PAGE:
Exactly one week ago Harry Reid, a United States Senator from Nevada, fatuously declared, “Millionaire job creators are like unicorns. They are impossible to find and don’t exist.”
I will readily concede that yes, if the eat-the-rich policies of Barack Hossein Obama are adopted in toto, Mr. Reid’s statement will accurately describe the American economy. Fortunately, Messrs. Reid and Obama need not strain towards this goal. The number of taxpayers earning over $1 million dropped 39% over the same period unemployment doubled from 4.5% to 9%.
It is true, the founders of still-existing Microsoft, Apple, Koch Industries, Starbucks and Whole Foods are multimillionaires. It is also true that these five companies are guilty of creating (directly and indirectly) over one million American jobs. The math is simple enough that even bongo-drumming Occupy Wall Streeters should understand. More millionaires equal more jobs. Fewer millionaires equal fewer jobs.
To the extent Harry Reid can’t find any unicorns, it is because Democrats are hunting them to extinction. From Sarbanes-Oxley and Dodd-Frank to the environmental extremism that is the Environmental Protection Agency, millionaires and their job-creating businesses will soon be harder to find than the northern spotted owl. Or unicorns.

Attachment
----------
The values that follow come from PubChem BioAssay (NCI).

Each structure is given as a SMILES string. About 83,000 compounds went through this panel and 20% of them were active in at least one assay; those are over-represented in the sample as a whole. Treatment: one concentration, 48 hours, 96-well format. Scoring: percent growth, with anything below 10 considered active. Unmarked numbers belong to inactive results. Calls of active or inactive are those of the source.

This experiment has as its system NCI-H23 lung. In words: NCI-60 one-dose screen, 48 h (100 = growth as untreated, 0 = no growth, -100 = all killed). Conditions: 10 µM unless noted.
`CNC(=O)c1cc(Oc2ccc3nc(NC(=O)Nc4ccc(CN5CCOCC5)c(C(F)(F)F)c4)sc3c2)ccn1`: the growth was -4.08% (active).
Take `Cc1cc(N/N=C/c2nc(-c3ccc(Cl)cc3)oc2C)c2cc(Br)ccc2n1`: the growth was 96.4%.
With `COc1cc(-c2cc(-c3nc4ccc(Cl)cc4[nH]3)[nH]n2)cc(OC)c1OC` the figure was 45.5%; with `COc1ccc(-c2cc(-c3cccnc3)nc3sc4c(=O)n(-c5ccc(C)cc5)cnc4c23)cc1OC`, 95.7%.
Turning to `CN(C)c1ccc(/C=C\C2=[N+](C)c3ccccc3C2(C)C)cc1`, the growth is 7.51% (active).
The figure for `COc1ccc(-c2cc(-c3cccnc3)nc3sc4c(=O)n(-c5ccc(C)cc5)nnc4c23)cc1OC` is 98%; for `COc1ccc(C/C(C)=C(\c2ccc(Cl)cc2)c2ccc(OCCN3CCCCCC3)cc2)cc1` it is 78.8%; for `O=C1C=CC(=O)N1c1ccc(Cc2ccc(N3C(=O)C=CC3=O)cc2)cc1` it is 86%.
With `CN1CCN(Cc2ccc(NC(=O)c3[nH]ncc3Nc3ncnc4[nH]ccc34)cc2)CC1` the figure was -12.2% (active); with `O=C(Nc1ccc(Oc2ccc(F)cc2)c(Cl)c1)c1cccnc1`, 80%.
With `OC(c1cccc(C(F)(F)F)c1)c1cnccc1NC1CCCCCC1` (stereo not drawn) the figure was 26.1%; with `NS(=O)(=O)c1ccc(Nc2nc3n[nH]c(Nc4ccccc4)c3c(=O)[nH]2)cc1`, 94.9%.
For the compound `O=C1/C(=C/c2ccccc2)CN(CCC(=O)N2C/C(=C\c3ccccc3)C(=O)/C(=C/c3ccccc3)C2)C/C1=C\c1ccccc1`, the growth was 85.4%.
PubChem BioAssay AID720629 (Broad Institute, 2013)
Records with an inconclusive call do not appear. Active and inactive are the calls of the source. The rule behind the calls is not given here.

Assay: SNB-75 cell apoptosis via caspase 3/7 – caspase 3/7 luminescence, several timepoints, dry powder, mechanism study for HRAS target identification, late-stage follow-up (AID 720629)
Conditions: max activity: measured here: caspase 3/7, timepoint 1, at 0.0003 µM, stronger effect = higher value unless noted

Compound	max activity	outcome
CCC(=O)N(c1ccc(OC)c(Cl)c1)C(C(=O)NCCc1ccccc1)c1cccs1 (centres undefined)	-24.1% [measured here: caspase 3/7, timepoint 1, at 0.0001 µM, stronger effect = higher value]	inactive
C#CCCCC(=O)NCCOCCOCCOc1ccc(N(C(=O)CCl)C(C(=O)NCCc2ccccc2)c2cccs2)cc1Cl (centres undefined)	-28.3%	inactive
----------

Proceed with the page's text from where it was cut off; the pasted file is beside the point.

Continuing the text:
Democrats may not believe in unicorns but they do believe in Santa Claus. Vote for us (say Democrats) and we will give you free: housing, food, mortgages, doctors, prescription drugs, high-speed trains, abortions, cash to start solar panel companies, pensions, cash for clunkers, cash for caulkers, welfare checks, government jobs, auto bailouts, bank bailouts, heck, we’ll even bailout Europe. Government is Santa Claus, just as Thomas Jefferson and James Madison intended.
My five-your-old son fervently believes in Santa Claus, the red-suited fellow who manufactures and delivers toys for millions of children living in the Christian world. Santa, free of charge (except the investment of good behavior), will drop off a few hundred dollars worth of books and toys for him and his kid sister on Christmas Eve. At some point his perceptive mind will inquire as to the logistics and economics behind this model. But not now.
There is a sweet innocence in a five-year-old’s belief in Santa. Not so much in a grown adult’s view that the United States federal government can limitlessly tax, borrow, print and spend paper money as required by the Democrats’ electoral strategy. A $15,000,000,000,000 national debt is neither cute nor endearing, and like the charges that appear on my January credit card statement, proves that Santa does not actually exist.